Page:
Slide deck & discussion questions you can use with your students for the election.

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Introducing IBM a leader in Artificial Intelligence, together with

MindSpark Learning 

We know that AI will change 100% of jobs over the next 10 years. We also know that students today will need to understand AI to be successful in the modern workforce, regardless of their career path. It’s imperative for teachers to have the tools to prepare students for a modern workforce, and through this PD experience, teachers will be able to equip their students to think about how AI impacts their lives and what it means for their professional futures. The IBM AI Education experience will educate and inspire educators at all levels and in all content areas around what AI is, the ethics behind AI, and tools and resources to bring AI into your classroom or school.   

IBM, a leader in Artificial  Intelligence (AI) is partnering to bring you IBM AI Education, an immersive, interactive professional learning opportunity of virtual events designed by and for educators.  Attendees will learn how to infuse their curriculum and instruction with the knowledge, skills, and values driving innovation in AI today.

Events are FREE for all educators.  

More information to come soon.


This Teachable Moment:  New eBook for Families on Doing  PBL at home

Please click this link

SoCalGas Grant helps bring free ST Math to over 700,000 Southern California Students!

Los Angeles, Calif., July 14, 2020 — Southern California Gas Company (SoCalGas), the primary provider of natural gas to Central and Southern California, recently announced a $10,000 grant to MIND Research Institute to help sustain COVID-19 relief efforts in the Los Angeles area and beyond. The grant supports the estimated 200,000 students in SoCalGas’ service regions who utilized ST Math prior to the pandemic’s related school closures, and an additional 500,000 students who have joined the program since.

According to a report published in April 2020 by NWEA, student progress in math is at greatest potential for risk due to COVID-19 related school closures, and students could return to school in the fall “with less than 50% of the learning gains and in some grades, nearly a full year behind what we would observe in normal conditions.” With support from SoCalGas, ST Math can help reverse that trajectory by providing students with access to meaningful math learning.  Please click this link for the full article.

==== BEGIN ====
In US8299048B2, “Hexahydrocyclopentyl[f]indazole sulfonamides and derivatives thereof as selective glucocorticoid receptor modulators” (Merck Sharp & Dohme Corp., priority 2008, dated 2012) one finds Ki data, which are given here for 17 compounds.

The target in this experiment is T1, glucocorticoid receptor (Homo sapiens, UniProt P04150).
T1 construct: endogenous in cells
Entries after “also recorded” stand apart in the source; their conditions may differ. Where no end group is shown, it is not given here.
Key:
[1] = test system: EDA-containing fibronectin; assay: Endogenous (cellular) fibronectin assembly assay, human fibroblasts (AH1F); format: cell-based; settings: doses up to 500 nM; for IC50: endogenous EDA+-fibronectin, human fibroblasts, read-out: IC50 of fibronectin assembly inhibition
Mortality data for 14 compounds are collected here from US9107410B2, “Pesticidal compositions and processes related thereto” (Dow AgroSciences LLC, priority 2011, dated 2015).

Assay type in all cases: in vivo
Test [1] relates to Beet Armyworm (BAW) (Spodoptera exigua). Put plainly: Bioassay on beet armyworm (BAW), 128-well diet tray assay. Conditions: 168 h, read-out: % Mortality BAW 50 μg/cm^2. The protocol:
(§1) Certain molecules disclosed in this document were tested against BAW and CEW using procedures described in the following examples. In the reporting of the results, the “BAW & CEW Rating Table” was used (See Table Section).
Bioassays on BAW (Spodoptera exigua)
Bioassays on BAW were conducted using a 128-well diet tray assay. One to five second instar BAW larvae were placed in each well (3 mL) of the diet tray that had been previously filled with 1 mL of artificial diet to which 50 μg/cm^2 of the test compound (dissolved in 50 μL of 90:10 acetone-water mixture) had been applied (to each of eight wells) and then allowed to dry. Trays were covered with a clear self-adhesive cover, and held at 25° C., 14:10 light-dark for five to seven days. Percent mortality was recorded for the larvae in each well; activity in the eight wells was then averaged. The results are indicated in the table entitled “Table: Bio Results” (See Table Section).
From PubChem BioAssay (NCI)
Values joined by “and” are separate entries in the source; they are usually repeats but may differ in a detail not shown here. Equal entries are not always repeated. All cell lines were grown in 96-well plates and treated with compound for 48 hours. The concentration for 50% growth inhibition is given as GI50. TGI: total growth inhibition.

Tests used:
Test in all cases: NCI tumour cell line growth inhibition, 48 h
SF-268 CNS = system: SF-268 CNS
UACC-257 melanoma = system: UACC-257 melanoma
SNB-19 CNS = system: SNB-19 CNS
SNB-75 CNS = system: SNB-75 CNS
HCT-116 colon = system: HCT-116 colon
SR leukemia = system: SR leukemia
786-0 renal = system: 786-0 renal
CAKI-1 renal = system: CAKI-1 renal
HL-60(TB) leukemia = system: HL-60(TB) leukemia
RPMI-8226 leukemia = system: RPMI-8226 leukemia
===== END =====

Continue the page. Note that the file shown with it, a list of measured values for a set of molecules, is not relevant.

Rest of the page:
Known for their ST Math program, MIND Research Institute is a nonprofit, organization committed to providing students with a solid foundation in math.  They provide a ton of free printable STEM resources for families, as well as a new video and activity series, Developing Our MathMINDs, dedicated to supporting families that are now teaching and learning math at home.  Their storybook board games, MathMINDs Games, are also available for purchase.

MIND's flagship program, ST Math, is a PreK-8 visual instructional program that leverages the brain's innate spatial-temporal reasoning ability to solve mathematical problems.  ST Math's unique, patented approach provides students with more equitable access to deep conceptual learning.

At  MIND Research Institute, our mission is to ensure that all students are mathematically equipped to solve the world's most challenging problems.  With schools across the country temporarily closing, we're providing resources and no-cost access to ST Math so the learning can keep on happening at home.  Learn  more at:

California ASCD 2020 Congratulates our Outstanding Instructional Leader Award Recipient

Dr. Mary Ann Dewan, Santa Clara County Superintendent, was selected as the CASCD Outstanding Instructional Educator (OIL) Award for many reasons.  She has vast experience spanning over 30 years in education.  She has done extensive work in early learning, launching the Strong Start Coalition composed of community leaders and organizations to expand high quality early learning opportunities throughout Santa Clara County.  She also demonstrates her commitment and focus on equity through the Inclusions Collaborative to provide more opportunities for students with disabilities to be meaningfully included.  Her leadership also led to the My Name, My Identity - asking educators to pledge to pronouncing students' names correctly to foster a sense of belonging and to build positive relationships within the classroom.

Most recently, as the Santa Clara County Superintendent, she has supported the 32 superintendents in the county in navigating through school closures by providing advocacy and garnering local financial support for connectivity and device needs within districts.  She has organized twice weekly meetings with the Public Health Department and County Counsel to keep the district leaders apprised and supported.  Dr. Dewan stepped forward providing resources and guidance during this most difficult time, advocating and supporting superintendents in a thoughtful, calm and deliberate manner.  Her graceful leadership and critical listening provided the necessary support to allow for collective and timely support to each respective community.  She is certainly an educational leader worthy of emulation.

ASCD CaliforniaPhone: (530) 520-9412
Mailing: PO Box 1841
Oroville, CA 95965

The California Association for Supervision and Curriculum Development (CASCD) is a diverse community of educators throughout California committed to promoting exemplary practices that ensure all learners reach their fullest potential.